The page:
Just over 365 days ago, we got the word that school would be closing for two weeks in order to mitigate this “Coronavirus” thing that was happening. I was so sick that week but we didn’t have any cases in this side of the country so at the time I didn’t think anything of it. I remember telling a friend “there’s no way I’m getting tested for this because if I’m positive them I’ll be on the news and I’m too ugly to be on TV!” I called out that Friday the 13th not knowing that this was it for a year.
A Facebook memory just came up the other day too with a picture of me and the caption read “Do these glasses make me look like I have 2 weeks off work?” How silly of us to think that 2 weeks was the key and we’d be right back to buisness.
Anyway, all of that is for another story because, as I said, after 369 days working in the comfort of my own home, I’m back.
It is NOT the fairy tale it seems like it should be (I’m sure you all thought this would be as magical as I did right??)
A month ago, we stood outside of our schools protesting, holding signs and having a “work out” to protest the return to our buildings under a hastily thought out plan to bring in students back to the buildings with no ventilation or inadequate ventilation, teachers hadn’t been even considered for vaccinations yet, and plans for cleaning and distancing students and staff had not yet been finalized or put in place.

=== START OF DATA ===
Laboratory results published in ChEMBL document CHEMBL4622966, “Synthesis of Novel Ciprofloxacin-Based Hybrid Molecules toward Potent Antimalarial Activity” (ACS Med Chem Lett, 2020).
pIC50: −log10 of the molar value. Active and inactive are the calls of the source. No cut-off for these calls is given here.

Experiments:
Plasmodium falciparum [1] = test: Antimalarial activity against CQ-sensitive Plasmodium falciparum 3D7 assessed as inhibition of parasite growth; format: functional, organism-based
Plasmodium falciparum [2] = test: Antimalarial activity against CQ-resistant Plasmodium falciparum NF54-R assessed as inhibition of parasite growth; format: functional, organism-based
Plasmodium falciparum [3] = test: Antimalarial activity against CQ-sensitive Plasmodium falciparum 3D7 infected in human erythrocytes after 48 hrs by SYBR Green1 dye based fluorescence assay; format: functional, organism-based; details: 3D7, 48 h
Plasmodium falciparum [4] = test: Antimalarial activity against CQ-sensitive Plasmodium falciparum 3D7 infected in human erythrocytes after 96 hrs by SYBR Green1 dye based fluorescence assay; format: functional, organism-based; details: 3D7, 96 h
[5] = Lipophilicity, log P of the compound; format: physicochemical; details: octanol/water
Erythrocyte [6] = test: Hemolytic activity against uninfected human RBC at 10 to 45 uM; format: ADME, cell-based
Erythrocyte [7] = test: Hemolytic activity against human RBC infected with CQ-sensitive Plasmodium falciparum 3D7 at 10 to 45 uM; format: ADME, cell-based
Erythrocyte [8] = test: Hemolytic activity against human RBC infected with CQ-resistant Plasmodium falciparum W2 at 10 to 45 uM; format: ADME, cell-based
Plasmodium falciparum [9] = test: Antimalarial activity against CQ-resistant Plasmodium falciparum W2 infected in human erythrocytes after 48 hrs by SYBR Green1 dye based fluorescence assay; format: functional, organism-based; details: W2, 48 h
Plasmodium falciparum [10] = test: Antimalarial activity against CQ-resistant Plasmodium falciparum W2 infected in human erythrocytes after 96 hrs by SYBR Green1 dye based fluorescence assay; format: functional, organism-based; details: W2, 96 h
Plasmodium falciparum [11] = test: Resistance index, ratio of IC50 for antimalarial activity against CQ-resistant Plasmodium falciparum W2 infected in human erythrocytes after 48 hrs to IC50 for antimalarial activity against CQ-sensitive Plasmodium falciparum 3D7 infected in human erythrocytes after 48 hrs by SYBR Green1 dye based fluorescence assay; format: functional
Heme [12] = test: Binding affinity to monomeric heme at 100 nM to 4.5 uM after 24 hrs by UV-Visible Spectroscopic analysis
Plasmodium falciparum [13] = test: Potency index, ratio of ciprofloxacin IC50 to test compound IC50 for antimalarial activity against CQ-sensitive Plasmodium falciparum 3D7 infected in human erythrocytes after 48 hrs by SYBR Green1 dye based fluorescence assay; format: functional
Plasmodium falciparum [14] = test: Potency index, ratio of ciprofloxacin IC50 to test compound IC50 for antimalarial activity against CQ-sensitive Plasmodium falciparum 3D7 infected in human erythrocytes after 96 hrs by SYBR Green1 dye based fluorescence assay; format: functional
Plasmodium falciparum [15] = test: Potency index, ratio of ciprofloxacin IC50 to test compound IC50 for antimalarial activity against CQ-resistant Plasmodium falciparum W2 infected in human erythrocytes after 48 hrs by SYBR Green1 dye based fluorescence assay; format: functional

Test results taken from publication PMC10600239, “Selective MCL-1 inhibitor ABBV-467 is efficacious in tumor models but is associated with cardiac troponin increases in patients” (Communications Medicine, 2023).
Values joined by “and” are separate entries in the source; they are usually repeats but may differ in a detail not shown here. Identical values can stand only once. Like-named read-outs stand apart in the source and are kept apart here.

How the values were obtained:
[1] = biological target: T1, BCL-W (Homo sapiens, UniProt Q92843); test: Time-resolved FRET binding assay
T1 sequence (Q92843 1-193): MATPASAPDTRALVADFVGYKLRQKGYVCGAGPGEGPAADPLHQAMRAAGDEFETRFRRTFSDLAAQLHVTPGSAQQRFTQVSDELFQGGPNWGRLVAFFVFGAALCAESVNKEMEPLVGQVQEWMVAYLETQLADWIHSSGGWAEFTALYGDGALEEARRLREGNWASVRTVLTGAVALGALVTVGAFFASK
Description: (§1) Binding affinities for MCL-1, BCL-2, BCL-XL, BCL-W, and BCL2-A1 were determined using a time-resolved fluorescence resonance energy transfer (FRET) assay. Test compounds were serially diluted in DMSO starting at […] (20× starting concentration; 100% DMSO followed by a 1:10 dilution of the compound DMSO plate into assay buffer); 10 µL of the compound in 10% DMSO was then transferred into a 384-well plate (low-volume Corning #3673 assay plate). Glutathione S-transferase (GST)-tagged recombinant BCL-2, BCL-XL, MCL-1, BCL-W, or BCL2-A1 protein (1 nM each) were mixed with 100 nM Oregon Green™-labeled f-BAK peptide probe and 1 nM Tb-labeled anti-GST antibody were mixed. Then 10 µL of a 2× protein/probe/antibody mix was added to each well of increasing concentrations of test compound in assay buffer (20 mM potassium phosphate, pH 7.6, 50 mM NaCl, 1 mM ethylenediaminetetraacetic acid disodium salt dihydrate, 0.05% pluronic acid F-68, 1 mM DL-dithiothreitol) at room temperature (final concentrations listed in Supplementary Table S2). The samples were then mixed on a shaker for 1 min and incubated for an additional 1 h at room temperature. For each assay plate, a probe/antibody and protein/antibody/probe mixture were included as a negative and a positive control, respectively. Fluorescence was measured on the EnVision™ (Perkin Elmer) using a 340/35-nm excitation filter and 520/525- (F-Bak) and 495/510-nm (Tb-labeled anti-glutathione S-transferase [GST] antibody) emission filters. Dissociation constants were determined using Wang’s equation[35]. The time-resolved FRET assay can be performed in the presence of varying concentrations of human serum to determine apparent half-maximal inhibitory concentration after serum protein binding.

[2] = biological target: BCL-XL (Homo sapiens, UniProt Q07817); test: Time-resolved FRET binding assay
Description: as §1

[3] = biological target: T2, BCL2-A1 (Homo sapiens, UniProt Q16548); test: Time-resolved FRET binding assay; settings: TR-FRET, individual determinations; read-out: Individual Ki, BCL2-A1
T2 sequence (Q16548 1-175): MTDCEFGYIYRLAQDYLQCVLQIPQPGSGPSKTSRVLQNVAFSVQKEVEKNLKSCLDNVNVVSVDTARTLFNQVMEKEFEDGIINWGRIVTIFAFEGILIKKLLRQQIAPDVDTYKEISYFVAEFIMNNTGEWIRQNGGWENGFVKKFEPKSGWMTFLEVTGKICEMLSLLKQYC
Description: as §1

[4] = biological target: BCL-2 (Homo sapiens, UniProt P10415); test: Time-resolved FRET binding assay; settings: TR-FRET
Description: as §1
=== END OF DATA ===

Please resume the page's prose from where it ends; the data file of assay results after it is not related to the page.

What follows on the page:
We fought the “fan debacle” that arose as ventilation in old dilapidated buildings had long since failed and would not support a safe return to many buildings. They thought residential window fans blowing air around was the answer. It was not. According to the CDC and many other sources, having a fan blow unfiltered air around a room or directly on persons in the room would actually increase the spread of infection as opposed to decrease it. Furthermore, many classrooms have nonfunctional windows in which to install the fans, inadequate or insufficient electrical outlets to support a window fan. This was simply not the answer. The final answer that was accepted was air purifiers in each space that would be occupied.
We were informed that all buildings supporting pre-kindergarten to second grade would be “deep cleaned” in preparation for welcoming back students (because they hadn’t been already?). Reportedly more cleaning crews were hired, cleaning solutions were purchased, classrooms would be deep cleaned and then set up for appropriate social distancing. We will even work from home on Wednesdays so they can deep clean more after the Monday/Tuesday cohorts have been in. All of this would be accomplished in 157 large buildings over the course of approximately 1-2 months (nevermind the least YEAR??).